Last weekend I attended the Cornwall School Games which was taking place at a number of venues around the county. 1600 Cornish school children took part in a whole range of events including athletics, rugby, hockey, netball and even sailing, cheerleading and gig racing.
Cornwall was one of just nine areas across the country to pilot the idea of a major county wide games event covering many different sports. The aim is to boost the amount of competitive sport taking place in schools and to inspire all children, whatever the ability, to achieve their own personal best performance in the sport of their choice.
With the Olympics coming to Britain next year, we need to do all we can to leave a lasting legacy and if one of those legacies is a new games event that lasts for years to come and helps children find the sport that is right for them, that would have been one good outcome.
I have always thought that sport has a crucial role to play in education. Despite the old stereotype of the brainy children at school being the less sporty, the truth is that there is actually a lot of evidence that physical activity and fitness can boost the performance of the brain. There has also been concern in recent years about the growing problem of childhood obesity. The growth of electronic games and home computers means that some children are less active now than they perhaps might have been in the past and it requires a special focus on sport to try to counterbalance that development.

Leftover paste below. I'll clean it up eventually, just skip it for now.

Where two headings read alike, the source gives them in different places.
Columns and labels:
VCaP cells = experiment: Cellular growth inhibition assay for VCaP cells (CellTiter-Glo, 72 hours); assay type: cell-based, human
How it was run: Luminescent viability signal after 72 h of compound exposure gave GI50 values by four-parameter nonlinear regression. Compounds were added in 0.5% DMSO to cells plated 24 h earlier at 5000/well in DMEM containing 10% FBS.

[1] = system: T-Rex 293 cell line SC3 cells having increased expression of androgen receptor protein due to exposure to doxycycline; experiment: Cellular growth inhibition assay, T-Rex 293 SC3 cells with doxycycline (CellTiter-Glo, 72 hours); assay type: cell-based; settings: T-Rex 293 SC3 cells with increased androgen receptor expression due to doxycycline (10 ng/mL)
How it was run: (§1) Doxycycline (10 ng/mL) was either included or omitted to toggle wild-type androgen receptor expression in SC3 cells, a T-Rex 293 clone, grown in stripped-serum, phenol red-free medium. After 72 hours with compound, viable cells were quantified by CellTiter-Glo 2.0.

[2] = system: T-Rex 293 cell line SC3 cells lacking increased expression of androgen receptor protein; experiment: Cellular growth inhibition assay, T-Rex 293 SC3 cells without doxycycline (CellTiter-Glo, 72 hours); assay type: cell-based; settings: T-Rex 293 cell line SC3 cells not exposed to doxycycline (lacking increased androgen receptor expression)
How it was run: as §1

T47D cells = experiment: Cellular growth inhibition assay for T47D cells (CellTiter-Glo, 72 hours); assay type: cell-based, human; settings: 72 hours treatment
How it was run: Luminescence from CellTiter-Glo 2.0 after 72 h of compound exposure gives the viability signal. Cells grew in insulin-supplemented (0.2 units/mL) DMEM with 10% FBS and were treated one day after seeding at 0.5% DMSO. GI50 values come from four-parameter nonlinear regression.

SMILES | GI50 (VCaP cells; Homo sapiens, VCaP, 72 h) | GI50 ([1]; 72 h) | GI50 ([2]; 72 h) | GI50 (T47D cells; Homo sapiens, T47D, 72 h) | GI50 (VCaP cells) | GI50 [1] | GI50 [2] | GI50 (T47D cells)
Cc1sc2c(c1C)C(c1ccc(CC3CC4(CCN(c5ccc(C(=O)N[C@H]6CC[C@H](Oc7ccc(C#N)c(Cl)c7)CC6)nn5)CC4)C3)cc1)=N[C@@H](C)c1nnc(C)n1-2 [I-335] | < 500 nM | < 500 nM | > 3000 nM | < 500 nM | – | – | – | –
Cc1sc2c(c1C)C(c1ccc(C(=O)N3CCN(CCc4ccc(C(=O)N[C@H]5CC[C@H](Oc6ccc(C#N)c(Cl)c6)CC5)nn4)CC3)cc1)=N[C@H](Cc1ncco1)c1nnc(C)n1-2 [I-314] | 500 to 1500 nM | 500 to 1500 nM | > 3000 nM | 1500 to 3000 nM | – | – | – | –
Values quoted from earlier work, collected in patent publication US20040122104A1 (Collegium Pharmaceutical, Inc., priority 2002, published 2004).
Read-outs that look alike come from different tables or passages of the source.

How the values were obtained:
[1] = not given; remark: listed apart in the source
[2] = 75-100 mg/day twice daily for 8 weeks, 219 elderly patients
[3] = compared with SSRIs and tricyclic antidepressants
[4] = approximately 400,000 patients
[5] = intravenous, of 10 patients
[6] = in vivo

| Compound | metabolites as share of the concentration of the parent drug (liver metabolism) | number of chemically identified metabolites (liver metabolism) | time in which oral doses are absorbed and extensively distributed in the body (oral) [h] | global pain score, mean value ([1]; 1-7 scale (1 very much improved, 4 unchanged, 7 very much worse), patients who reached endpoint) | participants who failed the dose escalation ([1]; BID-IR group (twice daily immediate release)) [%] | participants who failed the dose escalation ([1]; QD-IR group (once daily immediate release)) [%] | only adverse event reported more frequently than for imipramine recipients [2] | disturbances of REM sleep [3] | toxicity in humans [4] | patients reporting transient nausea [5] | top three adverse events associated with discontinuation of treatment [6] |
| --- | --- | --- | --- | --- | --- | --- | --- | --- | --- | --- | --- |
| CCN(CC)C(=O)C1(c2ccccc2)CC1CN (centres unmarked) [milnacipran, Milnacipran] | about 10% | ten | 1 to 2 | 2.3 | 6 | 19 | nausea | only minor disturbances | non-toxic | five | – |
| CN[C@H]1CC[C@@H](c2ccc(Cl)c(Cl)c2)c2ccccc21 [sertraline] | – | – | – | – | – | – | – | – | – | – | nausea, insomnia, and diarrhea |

Because of our coast, Cornwall is also blessed with a whole range of sporting activities that are not realistic prospects in other parts of the country from surfing to sailing and so everyone can find something that they enjoy or are good at. At Stithians reservoir, we also have the best site in the UK for windsurfing.
The other striking thing about sport is the strong network of support with all of the voluntary clubs and we should take our hat off to the hard work of volunteers who keep those clubs going. When I was growing up, my passion was running and I will never forget the volunteers at Cornwall Athletic Club who gave up their time to coach us, drive the mini bus to competitions at the weekend and act as officials at all the events. Quite often, these volunteers started because their own children were interested in the sport, but once involved, they were committed and would often stay involved for many years after their children had moved on.
I hope that last weekend, some of those 1600 children will have discovered a new passion for a sport they excelled at and will go on to pursue it through one of the many local clubs.
George Eustice can be contacted at email@example.com or 1 Trevenson Street, Camborne, Cornwall TR14 8JD or on 020 72197032.